Monday, October 28, 2013

Stranahan Park: Of Indian burial mounds and shuffleboard

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By Jane Feehan

Shuffleboard, with roots traceable to 15th-century England, was big in Fort Lauderdale beginning in the 1930s, especially after Stranahan Park was carved out of land deeded to the city. It was the site of games hosted by the Fort Lauderdale Shuffleboard Club with members from more than 30 states. The park was reportedly built with dirt from Indian burial mounds. An article in the Miami News (March 10, 1934, p. 3.) details the origins, construction and activities of Stranahan Park:

(The) … cypress swamp in the center of the city deeded to the city 20 years ago for recreational purposes by the late Frank Stranahan has been transformed into one of the most attractive city parks in this  section.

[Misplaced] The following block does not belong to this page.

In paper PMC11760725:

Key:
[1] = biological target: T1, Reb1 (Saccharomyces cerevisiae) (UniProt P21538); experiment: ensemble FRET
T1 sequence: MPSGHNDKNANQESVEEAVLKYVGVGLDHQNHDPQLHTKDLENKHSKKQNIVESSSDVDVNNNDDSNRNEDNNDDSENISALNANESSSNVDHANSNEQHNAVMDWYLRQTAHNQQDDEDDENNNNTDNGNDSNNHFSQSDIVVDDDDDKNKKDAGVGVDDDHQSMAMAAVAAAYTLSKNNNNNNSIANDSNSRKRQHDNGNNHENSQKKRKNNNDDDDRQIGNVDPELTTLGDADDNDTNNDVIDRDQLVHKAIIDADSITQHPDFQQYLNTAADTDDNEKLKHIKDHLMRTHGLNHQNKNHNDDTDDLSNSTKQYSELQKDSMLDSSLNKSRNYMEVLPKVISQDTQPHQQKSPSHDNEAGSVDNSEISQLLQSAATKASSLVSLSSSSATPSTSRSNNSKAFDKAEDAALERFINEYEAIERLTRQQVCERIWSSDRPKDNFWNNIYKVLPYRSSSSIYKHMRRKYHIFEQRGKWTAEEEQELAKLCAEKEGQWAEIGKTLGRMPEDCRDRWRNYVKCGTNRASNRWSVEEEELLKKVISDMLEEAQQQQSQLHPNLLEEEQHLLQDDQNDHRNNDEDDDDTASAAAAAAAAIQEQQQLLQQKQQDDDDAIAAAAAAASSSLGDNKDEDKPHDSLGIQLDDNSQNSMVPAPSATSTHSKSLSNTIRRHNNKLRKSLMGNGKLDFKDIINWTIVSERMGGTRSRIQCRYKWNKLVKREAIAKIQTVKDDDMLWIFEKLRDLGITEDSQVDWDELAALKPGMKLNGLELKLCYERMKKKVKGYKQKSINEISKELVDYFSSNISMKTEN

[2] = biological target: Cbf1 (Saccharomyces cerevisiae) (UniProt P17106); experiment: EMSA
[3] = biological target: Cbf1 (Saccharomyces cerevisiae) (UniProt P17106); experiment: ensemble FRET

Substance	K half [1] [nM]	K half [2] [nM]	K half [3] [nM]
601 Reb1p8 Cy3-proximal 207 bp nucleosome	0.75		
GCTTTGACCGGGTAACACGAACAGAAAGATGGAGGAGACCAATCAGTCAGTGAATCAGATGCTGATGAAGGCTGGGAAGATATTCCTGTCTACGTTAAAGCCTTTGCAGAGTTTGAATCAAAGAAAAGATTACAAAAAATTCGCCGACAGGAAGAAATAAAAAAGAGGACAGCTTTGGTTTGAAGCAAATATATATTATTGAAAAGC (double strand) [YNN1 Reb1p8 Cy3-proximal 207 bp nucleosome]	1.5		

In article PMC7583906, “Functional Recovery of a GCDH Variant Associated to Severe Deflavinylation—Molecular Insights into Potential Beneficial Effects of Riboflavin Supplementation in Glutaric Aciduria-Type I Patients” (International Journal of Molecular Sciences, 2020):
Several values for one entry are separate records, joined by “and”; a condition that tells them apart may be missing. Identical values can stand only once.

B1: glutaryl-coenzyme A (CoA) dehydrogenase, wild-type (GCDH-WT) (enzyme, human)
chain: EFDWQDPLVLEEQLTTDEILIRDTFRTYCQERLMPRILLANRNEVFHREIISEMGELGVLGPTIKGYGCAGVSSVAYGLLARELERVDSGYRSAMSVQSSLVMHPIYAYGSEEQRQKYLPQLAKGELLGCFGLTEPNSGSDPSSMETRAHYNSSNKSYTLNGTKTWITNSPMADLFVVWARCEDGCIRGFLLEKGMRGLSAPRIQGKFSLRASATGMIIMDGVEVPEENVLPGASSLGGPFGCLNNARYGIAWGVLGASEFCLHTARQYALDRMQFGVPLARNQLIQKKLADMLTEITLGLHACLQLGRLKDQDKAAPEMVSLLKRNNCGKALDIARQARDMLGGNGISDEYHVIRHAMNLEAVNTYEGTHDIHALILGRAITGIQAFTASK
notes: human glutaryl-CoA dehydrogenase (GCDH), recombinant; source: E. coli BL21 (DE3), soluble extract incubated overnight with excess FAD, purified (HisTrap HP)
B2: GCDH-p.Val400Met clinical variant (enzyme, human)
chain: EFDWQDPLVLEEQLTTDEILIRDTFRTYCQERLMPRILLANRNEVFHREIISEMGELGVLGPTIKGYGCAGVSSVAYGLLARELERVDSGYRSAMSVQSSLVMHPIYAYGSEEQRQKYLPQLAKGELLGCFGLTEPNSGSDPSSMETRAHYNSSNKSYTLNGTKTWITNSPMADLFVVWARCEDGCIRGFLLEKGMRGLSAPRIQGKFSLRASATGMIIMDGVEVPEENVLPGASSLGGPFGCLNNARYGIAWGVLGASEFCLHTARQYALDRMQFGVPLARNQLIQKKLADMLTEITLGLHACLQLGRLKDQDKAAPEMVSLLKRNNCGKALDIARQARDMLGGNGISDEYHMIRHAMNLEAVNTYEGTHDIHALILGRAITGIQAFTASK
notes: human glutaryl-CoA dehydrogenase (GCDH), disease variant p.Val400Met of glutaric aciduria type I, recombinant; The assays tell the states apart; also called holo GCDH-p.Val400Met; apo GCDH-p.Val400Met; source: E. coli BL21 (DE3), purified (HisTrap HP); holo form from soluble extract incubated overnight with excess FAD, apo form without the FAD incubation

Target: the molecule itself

… undergrowth was cleared and overburden was taken from the Seminole Indian mounds in various sections of the city and hauled to the park site and used to build the swamp …

At no time since its inception, has Stranahan park played a larger part in the activities of the city than during the present winter. Probably more interest is shown in the shuffleboard section than any other one phase of recreation.

Tennis courts, horseshoes and card and board games were also played at Stranahan Park. Today, the 1.6-acre park consists of a pavilion, benches and an open play area. Copyright © 2013. All rights reserved. Jane Feehan.

Tags: Fort Lauderdale shuffleboard club, Fort Lauderdale in the 1930s, Fort Lauderdale historian, Miami historian

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